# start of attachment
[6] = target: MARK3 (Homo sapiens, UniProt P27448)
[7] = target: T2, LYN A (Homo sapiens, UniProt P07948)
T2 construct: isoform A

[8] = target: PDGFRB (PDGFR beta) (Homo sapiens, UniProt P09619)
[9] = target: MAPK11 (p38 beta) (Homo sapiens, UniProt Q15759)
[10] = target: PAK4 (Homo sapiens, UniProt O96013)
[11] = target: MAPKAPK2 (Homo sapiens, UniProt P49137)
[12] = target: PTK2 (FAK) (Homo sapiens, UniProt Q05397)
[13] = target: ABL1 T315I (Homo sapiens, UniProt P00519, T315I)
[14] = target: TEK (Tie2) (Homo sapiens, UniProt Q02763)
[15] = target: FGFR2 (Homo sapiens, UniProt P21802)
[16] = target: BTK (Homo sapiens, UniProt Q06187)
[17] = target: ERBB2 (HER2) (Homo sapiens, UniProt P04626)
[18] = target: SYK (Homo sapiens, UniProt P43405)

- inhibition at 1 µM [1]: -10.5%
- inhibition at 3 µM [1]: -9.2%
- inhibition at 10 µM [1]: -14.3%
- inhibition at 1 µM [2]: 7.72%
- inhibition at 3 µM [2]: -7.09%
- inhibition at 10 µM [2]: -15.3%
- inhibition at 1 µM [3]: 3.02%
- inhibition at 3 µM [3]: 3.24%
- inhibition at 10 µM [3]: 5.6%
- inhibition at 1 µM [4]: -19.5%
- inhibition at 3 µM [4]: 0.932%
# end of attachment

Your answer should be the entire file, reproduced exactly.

[6] = target: MARK3 (Homo sapiens, UniProt P27448)
[7] = target: T2, LYN A (Homo sapiens, UniProt P07948)
T2 construct: isoform A

[8] = target: PDGFRB (PDGFR beta) (Homo sapiens, UniProt P09619)
[9] = target: MAPK11 (p38 beta) (Homo sapiens, UniProt Q15759)
[10] = target: PAK4 (Homo sapiens, UniProt O96013)
[11] = target: MAPKAPK2 (Homo sapiens, UniProt P49137)
[12] = target: PTK2 (FAK) (Homo sapiens, UniProt Q05397)
[13] = target: ABL1 T315I (Homo sapiens, UniProt P00519, T315I)
[14] = target: TEK (Tie2) (Homo sapiens, UniProt Q02763)
[15] = target: FGFR2 (Homo sapiens, UniProt P21802)
[16] = target: BTK (Homo sapiens, UniProt Q06187)
[17] = target: ERBB2 (HER2) (Homo sapiens, UniProt P04626)
[18] = target: SYK (Homo sapiens, UniProt P43405)

- inhibition at 1 µM [1]: -10.5%
- inhibition at 3 µM [1]: -9.2%
- inhibition at 10 µM [1]: -14.3%
- inhibition at 1 µM [2]: 7.72%
- inhibition at 3 µM [2]: -7.09%
- inhibition at 10 µM [2]: -15.3%
- inhibition at 1 µM [3]: 3.02%
- inhibition at 3 µM [3]: 3.24%
- inhibition at 10 µM [3]: 5.6%
- inhibition at 1 µM [4]: -19.5%
- inhibition at 3 µM [4]: 0.932%